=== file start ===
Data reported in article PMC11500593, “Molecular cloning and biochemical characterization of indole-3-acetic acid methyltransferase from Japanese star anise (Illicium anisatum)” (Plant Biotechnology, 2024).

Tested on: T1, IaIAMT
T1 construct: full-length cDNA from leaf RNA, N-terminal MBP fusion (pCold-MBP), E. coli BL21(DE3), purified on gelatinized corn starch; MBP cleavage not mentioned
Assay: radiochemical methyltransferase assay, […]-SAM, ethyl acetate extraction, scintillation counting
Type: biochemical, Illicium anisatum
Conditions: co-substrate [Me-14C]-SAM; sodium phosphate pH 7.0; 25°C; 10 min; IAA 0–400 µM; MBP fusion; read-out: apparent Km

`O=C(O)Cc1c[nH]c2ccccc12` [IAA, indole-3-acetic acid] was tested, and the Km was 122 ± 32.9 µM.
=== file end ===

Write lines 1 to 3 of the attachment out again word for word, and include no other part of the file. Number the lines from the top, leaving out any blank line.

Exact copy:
Data reported in article PMC11500593, “Molecular cloning and biochemical characterization of indole-3-acetic acid methyltransferase from Japanese star anise (Illicium anisatum)” (Plant Biotechnology, 2024).

Tested on: T1, IaIAMT
T1 construct: full-length cDNA from leaf RNA, N-terminal MBP fusion (pCold-MBP), E. coli BL21(DE3), purified on gelatinized corn starch; MBP cleavage not mentioned